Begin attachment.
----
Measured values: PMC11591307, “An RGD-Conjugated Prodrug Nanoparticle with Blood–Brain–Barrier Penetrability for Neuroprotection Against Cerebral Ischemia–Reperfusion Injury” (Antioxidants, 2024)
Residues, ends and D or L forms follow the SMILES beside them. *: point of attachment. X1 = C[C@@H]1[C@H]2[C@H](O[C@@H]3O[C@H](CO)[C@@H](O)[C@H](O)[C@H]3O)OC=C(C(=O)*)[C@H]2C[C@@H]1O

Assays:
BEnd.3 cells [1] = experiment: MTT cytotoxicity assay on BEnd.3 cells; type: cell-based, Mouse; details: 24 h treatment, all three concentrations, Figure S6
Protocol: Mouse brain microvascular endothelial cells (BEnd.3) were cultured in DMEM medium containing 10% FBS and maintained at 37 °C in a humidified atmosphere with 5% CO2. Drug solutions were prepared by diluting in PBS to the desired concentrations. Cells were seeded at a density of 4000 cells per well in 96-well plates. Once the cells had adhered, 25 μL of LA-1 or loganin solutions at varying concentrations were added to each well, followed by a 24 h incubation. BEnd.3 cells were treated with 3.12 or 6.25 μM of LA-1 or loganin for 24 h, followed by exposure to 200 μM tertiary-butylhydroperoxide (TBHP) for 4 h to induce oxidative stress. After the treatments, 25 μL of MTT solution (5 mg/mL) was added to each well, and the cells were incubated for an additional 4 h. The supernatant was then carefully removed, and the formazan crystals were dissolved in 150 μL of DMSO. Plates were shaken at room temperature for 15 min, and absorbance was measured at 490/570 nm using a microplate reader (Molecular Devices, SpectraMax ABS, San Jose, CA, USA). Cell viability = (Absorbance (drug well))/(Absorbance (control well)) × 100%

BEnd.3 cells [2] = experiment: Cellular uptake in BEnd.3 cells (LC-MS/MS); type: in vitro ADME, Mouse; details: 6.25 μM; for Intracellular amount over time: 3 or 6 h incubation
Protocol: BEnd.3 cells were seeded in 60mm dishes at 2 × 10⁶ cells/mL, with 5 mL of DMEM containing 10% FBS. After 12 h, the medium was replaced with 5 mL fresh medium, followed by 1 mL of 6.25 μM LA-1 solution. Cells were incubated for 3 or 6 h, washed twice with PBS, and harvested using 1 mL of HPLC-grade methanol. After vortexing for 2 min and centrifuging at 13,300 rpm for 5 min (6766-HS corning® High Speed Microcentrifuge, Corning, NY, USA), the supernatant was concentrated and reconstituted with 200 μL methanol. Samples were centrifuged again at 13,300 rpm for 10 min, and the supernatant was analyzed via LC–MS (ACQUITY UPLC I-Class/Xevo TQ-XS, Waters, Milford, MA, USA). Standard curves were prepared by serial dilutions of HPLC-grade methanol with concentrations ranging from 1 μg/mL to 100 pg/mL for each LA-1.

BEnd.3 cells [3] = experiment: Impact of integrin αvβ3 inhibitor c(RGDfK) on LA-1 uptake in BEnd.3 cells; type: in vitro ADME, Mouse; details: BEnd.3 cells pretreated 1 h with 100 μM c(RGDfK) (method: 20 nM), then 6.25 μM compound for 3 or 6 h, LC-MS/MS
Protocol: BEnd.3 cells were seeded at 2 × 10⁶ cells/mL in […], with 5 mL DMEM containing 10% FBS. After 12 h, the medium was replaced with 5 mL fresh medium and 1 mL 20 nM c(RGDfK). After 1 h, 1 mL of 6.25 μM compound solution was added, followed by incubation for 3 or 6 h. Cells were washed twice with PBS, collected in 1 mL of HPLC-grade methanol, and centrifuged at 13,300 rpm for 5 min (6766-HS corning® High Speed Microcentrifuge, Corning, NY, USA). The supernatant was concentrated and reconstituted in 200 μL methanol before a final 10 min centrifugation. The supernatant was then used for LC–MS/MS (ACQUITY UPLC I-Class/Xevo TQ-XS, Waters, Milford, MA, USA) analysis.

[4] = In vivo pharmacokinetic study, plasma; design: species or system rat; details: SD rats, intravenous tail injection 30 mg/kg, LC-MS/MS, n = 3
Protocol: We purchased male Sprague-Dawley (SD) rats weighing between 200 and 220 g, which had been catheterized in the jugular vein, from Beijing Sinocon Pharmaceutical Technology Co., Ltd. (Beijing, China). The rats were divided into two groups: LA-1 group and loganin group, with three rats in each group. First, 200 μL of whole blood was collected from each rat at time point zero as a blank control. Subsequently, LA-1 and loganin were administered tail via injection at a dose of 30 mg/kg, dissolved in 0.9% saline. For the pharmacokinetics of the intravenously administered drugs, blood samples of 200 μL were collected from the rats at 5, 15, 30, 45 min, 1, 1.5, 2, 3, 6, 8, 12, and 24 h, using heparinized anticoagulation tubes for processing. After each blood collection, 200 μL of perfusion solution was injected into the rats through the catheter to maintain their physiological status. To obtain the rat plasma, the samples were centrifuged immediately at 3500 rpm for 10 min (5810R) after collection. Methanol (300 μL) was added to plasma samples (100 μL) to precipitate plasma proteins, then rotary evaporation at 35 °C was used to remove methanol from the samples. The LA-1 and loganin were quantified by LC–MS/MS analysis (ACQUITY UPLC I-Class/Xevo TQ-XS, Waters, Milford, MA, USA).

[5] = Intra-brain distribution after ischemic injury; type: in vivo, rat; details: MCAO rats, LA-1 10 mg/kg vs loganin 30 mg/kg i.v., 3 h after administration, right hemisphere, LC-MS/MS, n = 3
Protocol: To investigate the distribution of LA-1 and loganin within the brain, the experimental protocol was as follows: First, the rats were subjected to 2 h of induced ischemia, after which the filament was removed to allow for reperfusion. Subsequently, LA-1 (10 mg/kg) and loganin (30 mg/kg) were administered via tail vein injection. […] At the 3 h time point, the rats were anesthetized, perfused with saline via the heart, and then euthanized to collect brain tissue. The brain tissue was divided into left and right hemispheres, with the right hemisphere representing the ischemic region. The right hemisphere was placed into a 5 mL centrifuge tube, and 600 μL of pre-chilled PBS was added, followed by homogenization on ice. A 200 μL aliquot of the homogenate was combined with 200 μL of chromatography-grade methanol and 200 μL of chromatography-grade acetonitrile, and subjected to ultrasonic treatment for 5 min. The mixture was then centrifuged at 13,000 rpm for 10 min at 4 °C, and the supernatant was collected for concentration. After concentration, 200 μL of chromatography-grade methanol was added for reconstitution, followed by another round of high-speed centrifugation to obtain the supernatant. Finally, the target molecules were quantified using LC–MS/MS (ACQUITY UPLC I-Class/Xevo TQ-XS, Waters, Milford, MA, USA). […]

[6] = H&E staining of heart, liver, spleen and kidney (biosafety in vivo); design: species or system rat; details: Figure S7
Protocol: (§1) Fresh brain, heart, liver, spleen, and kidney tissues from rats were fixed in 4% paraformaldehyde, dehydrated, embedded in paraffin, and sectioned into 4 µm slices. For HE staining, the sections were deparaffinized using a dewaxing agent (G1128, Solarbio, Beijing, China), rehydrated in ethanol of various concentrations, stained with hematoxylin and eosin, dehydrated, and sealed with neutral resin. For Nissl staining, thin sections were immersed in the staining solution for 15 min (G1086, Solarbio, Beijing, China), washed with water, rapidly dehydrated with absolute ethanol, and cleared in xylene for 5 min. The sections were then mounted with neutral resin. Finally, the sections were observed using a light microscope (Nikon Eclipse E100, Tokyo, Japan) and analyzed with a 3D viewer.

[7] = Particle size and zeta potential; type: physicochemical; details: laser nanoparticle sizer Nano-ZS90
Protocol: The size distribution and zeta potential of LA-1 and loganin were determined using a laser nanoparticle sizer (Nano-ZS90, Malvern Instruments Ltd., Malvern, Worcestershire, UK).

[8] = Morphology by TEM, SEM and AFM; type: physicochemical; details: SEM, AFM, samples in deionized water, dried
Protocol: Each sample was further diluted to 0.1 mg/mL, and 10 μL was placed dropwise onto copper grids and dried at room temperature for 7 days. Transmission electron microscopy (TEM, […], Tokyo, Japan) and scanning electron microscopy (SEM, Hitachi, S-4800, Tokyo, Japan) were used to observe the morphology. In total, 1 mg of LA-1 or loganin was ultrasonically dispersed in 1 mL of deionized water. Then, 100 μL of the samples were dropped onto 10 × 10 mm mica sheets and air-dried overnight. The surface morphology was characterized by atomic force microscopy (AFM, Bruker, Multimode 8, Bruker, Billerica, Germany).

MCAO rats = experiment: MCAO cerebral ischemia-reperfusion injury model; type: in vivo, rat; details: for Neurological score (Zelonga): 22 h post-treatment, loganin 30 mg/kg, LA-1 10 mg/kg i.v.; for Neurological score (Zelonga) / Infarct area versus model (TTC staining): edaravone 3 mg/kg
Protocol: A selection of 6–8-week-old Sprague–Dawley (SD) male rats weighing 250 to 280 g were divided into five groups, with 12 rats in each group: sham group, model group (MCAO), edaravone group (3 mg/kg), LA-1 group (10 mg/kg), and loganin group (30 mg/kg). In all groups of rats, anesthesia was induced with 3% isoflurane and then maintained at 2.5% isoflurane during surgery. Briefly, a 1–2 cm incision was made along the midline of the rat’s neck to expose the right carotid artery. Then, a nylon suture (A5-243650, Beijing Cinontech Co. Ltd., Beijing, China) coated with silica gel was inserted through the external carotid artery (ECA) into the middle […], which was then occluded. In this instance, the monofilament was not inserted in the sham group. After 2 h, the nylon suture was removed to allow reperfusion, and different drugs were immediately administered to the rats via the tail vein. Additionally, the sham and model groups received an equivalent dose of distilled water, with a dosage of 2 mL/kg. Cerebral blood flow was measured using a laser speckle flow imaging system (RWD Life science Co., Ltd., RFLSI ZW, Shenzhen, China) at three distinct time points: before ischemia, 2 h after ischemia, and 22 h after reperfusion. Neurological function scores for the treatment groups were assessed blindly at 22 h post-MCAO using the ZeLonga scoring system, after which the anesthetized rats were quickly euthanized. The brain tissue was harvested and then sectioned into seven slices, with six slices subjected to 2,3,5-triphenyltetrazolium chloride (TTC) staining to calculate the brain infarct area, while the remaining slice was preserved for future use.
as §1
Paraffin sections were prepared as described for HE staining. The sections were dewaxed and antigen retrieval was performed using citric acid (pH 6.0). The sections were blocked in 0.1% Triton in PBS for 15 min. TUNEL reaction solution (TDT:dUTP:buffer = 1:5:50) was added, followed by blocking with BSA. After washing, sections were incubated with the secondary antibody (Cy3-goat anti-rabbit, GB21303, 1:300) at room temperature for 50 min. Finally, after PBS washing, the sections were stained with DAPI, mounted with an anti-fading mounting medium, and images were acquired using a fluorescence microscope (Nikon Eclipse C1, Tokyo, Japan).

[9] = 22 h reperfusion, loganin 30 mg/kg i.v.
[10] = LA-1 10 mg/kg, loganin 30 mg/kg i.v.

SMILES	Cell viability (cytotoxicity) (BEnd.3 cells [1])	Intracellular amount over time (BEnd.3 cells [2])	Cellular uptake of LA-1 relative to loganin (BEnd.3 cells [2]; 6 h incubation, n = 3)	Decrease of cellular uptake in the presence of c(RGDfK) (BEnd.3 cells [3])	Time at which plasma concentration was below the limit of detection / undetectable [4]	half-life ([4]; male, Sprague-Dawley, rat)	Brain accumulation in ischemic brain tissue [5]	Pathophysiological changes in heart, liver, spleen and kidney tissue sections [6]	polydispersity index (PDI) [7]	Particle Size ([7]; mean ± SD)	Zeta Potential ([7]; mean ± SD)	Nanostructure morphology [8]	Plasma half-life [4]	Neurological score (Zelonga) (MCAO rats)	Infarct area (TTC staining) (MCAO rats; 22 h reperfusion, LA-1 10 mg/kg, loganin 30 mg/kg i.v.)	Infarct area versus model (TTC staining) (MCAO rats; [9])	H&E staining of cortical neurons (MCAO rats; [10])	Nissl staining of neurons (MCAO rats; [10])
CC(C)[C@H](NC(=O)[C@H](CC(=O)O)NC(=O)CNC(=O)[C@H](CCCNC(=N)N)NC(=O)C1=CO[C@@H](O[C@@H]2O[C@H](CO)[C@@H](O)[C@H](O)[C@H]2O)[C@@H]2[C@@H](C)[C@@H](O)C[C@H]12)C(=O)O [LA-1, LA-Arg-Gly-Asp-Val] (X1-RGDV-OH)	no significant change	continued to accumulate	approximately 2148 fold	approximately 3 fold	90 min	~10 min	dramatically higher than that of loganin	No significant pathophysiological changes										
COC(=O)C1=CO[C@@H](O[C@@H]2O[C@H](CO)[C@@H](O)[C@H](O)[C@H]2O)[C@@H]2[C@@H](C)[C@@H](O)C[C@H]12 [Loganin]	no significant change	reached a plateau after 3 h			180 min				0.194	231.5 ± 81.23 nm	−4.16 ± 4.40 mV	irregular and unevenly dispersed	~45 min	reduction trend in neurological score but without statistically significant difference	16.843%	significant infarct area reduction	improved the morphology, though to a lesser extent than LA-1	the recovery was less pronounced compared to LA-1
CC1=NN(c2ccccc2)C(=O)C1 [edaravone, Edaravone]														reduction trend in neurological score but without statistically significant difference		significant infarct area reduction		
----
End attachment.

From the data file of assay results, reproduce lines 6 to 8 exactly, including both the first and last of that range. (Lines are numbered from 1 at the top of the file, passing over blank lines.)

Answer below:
BEnd.3 cells [2] = experiment: Cellular uptake in BEnd.3 cells (LC-MS/MS); type: in vitro ADME, Mouse; details: 6.25 μM; for Intracellular amount over time: 3 or 6 h incubation
Protocol: BEnd.3 cells were seeded in 60mm dishes at 2 × 10⁶ cells/mL, with 5 mL of DMEM containing 10% FBS. After 12 h, the medium was replaced with 5 mL fresh medium, followed by 1 mL of 6.25 μM LA-1 solution. Cells were incubated for 3 or 6 h, washed twice with PBS, and harvested using 1 mL of HPLC-grade methanol. After vortexing for 2 min and centrifuging at 13,300 rpm for 5 min (6766-HS corning® High Speed Microcentrifuge, Corning, NY, USA), the supernatant was concentrated and reconstituted with 200 μL methanol. Samples were centrifuged again at 13,300 rpm for 10 min, and the supernatant was analyzed via LC–MS (ACQUITY UPLC I-Class/Xevo TQ-XS, Waters, Milford, MA, USA). Standard curves were prepared by serial dilutions of HPLC-grade methanol with concentrations ranging from 1 μg/mL to 100 pg/mL for each LA-1.

BEnd.3 cells [3] = experiment: Impact of integrin αvβ3 inhibitor c(RGDfK) on LA-1 uptake in BEnd.3 cells; type: in vitro ADME, Mouse; details: BEnd.3 cells pretreated 1 h with 100 μM c(RGDfK) (method: 20 nM), then 6.25 μM compound for 3 or 6 h, LC-MS/MS